CTL induction using DCs pulsed with K-562 cell lysates. Cell lysates were generated by two cycles of freeze (−80°C) and thaw (37°C) of 5 × 106 cells in 1 mL RPMI 1640. The tumor cell suspension was then centrifuged at 250 × g for 10 minutes. Five hundred microliters of the supernatant (tumor lysate) were collected and incubated with DCs for 2 hours. CTL induction was done as described above. The cytolytic activity of induced CTLs was analyzed on day 5 after the last restimulation in a standard 51Cr-release assay.

Standard 51Cr-release assay (CTL assay). CTL assays were done as described previously (24). DCs electroporated with different species of RNA or pulsed with defined peptides were used as targets. In brief, immature DCs were transfected with RNA as described above or pulsed with 50 μg/mL of synthetic peptide for 2 hours, washed, and labeled with 51Cr sodium chromate in RP10 medium for 1 hour at 37°C/5% CO2. Target cells (1 × 104) were transferred to a well of a round-bottomed 96-well plate. Varying numbers of CTLs were added to a final volume of 200 μL and incubated for 4 hours at 37°C/5% CO2. At the end of the assay, supernatants (50 μL/well) were harvested and counted in a beta-plate counter (MicroBeta, Perkin-Elmer Wallac, Freiburg, Germany). The percentage of specific lysis was calculated as: 100 × (experimental release − spontaneous release) / (maximal release − spontaneous release). Spontaneous and maximal releases were determined in the presence of either RP10 medium or 2% Triton X-100, respectively. Inhibition of HLA class I or class II molecules was achieved by incubating DC for 1 hour prior to the assay either with the monoclonal antibodies Pa2.1 (10 μg/mL) directed against HLA class I molecules or Tü39 (10 μg/mL) and L 243 (10 μg/mL) directed against HLA class II molecules (kindly provided by S. Stevanovič, Institute for Cell Biology, Department of Immunology, Tübingen, Germany).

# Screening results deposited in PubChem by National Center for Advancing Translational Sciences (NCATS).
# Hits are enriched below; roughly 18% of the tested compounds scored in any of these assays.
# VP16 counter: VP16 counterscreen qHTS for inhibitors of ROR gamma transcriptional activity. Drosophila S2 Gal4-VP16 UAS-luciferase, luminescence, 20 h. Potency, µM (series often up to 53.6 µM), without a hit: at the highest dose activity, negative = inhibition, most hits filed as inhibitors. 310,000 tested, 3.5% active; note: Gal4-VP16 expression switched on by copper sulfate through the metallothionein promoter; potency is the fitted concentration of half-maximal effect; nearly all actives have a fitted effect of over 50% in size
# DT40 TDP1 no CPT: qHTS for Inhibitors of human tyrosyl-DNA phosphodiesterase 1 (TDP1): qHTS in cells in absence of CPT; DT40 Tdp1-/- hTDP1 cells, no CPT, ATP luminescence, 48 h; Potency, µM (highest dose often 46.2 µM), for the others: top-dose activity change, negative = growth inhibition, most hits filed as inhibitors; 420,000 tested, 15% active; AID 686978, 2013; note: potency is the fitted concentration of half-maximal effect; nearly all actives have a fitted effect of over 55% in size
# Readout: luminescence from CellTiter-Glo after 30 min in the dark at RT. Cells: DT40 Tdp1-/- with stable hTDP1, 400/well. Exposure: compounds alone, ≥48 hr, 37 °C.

The antigen specificity of cell lysis was further determined in a cold target inhibition assay by analyzing the capacity of unlabeled DCs transfected with K-562-RNA (“cold target”) to block lysis of 51Cr-labeled DCs transfected with acute myeloid leukemia (AML)-RNA (“hot target”) cells at a ratio of 20:1 (inhibitor/target ratio).

IFN-γ ELISPOT assay. CTLs were induced from PBMCs in vitro using autologous DCs transfected with RNA purified from Ph+ CML blasts as described above. Enrichment of CD8+ T cells was done using immunomagnetic microbeads (MACS System, Miltenyi Biotec) according to the manufacturer's instructions. These cells were incubated at a concentration of 1 × 105 cells/well with an antihuman IFN-γ antibody (10 μg/mL; Hölzel Diagnostika, Cologne, Germany)–coated 96-well plate with 5 × 104 autologous PBMCs, electroporated with different species of RNA for 40 hours. For the detection of spots, a biotin-labeled antihuman IFN-γ antibody (2 μg/mL; Hölzel Diagnostika) was used. Spots were counted using an automated ELISPOT reader (Immunospot Analyzer, CTL Analyzers LLC, Cleveland, OH). As negative controls, we used DCs transfected with an irrelevant RNA such as MUC1- or EGFP-IVT.